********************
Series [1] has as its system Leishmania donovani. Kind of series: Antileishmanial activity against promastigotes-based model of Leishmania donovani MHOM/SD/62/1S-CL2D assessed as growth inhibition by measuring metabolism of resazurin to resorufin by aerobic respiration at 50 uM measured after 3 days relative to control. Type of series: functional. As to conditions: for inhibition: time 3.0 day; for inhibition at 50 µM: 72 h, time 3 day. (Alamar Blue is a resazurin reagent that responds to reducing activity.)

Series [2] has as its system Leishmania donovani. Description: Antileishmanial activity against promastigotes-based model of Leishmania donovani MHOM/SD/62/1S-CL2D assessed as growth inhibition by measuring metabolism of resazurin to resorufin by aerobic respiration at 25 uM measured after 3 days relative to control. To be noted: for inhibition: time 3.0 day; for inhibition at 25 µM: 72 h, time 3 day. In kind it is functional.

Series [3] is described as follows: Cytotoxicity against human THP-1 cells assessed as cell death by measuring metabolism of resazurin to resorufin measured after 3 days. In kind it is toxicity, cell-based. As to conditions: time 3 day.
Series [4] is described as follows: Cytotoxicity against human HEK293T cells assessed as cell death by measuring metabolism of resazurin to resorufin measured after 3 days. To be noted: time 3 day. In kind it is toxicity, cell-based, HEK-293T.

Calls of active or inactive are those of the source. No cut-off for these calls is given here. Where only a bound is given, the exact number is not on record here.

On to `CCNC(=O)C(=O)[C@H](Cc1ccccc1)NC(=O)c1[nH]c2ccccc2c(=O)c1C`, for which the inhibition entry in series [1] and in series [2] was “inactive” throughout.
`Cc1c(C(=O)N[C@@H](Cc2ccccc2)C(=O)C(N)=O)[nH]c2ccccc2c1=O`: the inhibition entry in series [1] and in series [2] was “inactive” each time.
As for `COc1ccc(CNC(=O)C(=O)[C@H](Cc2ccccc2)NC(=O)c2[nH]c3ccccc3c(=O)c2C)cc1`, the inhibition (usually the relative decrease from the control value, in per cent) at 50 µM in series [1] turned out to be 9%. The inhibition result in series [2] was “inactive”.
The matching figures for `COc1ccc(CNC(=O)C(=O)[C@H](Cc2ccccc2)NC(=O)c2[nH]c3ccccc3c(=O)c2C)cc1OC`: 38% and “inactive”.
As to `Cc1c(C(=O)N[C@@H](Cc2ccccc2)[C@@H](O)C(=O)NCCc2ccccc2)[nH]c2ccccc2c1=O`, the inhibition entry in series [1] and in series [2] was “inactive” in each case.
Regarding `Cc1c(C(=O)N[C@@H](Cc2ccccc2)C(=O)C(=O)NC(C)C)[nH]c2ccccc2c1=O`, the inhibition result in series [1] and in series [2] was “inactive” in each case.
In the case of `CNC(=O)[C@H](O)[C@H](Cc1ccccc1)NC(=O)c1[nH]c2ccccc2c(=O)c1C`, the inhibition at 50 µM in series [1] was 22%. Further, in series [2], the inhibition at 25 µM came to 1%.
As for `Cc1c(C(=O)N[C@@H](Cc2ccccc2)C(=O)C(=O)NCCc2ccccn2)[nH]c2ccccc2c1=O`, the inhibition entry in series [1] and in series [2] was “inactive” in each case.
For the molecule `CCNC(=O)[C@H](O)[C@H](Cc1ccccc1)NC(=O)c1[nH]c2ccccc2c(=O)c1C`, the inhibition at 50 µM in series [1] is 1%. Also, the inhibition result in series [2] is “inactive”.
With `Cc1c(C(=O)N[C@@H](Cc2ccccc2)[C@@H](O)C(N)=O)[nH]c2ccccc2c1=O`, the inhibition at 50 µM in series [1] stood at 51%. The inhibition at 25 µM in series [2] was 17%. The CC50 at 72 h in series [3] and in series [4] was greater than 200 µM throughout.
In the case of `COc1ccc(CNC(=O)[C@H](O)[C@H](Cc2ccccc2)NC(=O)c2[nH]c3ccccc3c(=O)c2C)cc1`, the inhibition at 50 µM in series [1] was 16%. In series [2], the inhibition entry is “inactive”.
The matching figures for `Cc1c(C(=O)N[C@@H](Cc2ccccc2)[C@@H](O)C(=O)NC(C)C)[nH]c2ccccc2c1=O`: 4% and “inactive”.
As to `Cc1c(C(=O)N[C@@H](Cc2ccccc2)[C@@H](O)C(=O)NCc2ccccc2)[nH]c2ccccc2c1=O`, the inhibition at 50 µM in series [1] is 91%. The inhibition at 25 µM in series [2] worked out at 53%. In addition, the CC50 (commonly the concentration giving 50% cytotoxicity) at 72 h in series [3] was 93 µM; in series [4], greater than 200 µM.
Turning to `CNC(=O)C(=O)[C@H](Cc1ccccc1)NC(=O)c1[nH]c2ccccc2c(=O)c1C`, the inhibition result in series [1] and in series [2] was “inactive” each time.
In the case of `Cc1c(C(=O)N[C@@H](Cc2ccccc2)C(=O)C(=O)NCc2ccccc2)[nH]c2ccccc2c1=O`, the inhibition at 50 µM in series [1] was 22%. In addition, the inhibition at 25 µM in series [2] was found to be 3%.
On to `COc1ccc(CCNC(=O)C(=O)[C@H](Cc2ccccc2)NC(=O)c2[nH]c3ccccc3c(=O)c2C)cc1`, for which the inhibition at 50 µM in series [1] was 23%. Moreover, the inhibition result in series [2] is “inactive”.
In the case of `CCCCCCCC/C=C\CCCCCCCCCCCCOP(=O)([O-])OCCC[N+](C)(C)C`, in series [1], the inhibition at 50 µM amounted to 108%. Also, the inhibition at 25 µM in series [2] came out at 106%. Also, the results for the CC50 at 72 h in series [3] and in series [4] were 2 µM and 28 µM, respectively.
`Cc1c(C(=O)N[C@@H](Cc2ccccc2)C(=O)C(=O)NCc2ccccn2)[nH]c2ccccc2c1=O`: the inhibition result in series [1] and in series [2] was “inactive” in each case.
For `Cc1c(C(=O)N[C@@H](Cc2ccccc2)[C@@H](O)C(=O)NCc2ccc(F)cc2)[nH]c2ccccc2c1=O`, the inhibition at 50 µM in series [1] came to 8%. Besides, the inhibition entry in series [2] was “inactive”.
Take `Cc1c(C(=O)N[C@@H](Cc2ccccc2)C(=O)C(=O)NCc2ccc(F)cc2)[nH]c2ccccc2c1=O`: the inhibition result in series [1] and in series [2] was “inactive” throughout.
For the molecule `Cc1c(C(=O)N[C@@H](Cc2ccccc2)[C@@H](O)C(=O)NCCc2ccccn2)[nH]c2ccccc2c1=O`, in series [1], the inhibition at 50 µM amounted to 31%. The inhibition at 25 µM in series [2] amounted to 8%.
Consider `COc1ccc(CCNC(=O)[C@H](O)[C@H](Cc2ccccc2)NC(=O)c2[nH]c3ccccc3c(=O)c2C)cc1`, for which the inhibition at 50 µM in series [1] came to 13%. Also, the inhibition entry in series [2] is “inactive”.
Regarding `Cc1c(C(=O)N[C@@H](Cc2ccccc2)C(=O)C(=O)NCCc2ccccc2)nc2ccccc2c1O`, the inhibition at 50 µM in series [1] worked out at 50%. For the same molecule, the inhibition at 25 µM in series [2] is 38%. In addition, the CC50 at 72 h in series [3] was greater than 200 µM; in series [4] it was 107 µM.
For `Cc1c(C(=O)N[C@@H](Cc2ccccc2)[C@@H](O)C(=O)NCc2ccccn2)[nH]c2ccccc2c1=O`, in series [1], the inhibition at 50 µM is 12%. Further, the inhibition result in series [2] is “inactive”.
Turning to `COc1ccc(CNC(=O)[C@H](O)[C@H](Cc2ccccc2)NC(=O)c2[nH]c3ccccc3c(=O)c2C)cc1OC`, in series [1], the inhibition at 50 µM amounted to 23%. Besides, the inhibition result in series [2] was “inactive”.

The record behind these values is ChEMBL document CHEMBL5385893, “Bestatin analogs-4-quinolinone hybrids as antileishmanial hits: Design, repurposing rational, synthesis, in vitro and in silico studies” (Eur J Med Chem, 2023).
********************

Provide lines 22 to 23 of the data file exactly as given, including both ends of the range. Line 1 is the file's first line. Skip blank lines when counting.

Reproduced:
In the case of `CCCCCCCC/C=C\CCCCCCCCCCCCOP(=O)([O-])OCCC[N+](C)(C)C`, in series [1], the inhibition at 50 µM amounted to 108%. Also, the inhibition at 25 µM in series [2] came out at 106%. Also, the results for the CC50 at 72 h in series [3] and in series [4] were 2 µM and 28 µM, respectively.
`Cc1c(C(=O)N[C@@H](Cc2ccccc2)C(=O)C(=O)NCc2ccccn2)[nH]c2ccccc2c1=O`: the inhibition result in series [1] and in series [2] was “inactive” in each case.